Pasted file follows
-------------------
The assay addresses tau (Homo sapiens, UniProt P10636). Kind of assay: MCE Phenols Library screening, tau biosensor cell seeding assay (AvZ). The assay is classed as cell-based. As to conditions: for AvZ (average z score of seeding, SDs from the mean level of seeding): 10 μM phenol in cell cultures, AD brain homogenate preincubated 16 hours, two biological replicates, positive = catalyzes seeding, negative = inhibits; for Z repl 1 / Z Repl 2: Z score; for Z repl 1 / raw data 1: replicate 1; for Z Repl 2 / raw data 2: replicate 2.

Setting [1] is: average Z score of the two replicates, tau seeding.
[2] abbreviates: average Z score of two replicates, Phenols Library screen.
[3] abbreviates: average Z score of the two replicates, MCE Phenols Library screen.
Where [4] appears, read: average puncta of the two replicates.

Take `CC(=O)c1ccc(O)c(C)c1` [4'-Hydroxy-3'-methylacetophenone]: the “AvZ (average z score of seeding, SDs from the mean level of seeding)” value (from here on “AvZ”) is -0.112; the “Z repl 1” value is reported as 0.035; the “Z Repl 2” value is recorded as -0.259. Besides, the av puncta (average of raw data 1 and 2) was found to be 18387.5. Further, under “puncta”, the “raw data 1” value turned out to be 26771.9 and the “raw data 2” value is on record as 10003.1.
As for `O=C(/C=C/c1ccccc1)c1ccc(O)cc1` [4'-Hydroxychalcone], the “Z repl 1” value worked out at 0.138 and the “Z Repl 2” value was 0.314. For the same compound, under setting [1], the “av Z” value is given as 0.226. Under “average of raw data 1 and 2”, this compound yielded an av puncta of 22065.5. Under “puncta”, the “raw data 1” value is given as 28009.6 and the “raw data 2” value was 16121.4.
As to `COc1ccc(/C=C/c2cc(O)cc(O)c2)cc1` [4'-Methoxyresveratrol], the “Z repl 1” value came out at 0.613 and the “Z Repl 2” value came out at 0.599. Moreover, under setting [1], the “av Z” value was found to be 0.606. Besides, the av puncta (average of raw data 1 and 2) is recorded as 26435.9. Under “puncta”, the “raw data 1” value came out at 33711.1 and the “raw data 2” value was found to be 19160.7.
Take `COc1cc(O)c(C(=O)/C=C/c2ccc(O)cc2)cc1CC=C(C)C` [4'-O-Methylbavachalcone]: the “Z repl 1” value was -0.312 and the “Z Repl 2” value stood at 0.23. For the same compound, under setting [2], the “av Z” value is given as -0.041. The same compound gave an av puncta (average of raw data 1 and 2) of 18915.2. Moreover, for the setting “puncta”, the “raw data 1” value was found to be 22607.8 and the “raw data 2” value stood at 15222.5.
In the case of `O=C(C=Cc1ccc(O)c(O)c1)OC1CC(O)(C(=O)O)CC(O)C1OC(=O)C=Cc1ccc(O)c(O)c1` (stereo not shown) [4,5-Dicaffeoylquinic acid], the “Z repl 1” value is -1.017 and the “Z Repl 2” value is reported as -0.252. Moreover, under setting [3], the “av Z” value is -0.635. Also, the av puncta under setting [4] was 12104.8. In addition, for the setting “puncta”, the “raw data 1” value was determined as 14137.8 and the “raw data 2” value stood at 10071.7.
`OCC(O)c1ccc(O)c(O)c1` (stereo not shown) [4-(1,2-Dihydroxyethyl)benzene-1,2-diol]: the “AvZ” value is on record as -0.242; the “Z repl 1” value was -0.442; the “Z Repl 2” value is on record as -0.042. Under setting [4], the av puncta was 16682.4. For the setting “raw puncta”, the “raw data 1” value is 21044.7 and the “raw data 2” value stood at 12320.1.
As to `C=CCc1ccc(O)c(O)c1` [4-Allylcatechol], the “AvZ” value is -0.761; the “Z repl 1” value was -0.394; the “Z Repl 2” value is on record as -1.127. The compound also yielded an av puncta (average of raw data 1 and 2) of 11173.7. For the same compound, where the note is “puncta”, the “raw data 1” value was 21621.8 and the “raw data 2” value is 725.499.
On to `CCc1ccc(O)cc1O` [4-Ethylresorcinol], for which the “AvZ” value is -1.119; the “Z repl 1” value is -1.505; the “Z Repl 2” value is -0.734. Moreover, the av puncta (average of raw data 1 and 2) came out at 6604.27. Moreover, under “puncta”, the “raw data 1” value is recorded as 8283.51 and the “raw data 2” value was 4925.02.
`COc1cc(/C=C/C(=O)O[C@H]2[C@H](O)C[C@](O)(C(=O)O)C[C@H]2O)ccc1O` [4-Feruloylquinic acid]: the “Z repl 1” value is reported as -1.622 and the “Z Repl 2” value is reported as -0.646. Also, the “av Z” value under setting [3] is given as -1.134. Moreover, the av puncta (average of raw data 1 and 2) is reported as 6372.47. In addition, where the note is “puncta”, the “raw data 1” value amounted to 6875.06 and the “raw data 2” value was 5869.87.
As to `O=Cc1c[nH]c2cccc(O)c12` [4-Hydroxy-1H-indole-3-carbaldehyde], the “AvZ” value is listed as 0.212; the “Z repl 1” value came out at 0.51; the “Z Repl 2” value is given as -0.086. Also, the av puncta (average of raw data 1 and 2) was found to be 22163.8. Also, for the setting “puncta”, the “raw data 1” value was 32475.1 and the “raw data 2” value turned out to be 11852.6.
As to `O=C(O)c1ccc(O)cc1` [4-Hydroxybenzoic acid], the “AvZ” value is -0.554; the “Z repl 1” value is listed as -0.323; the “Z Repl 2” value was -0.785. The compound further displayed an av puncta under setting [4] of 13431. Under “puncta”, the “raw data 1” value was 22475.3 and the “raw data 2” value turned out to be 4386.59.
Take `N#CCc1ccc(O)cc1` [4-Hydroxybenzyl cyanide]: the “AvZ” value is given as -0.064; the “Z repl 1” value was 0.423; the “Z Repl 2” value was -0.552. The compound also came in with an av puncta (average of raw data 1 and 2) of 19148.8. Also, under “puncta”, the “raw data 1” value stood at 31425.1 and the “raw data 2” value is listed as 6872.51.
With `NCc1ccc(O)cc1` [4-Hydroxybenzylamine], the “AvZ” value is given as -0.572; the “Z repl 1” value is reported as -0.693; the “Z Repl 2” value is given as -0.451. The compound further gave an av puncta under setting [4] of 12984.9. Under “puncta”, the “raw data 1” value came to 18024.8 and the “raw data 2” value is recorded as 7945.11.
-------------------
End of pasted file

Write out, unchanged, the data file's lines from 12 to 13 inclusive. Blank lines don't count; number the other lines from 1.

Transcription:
As to `C=CCc1ccc(O)c(O)c1` [4-Allylcatechol], the “AvZ” value is -0.761; the “Z repl 1” value was -0.394; the “Z Repl 2” value is on record as -1.127. The compound also yielded an av puncta (average of raw data 1 and 2) of 11173.7. For the same compound, where the note is “puncta”, the “raw data 1” value was 21621.8 and the “raw data 2” value is 725.499.
On to `CCc1ccc(O)cc1O` [4-Ethylresorcinol], for which the “AvZ” value is -1.119; the “Z repl 1” value is -1.505; the “Z Repl 2” value is -0.734. Moreover, the av puncta (average of raw data 1 and 2) came out at 6604.27. Moreover, under “puncta”, the “raw data 1” value is recorded as 8283.51 and the “raw data 2” value was 4925.02.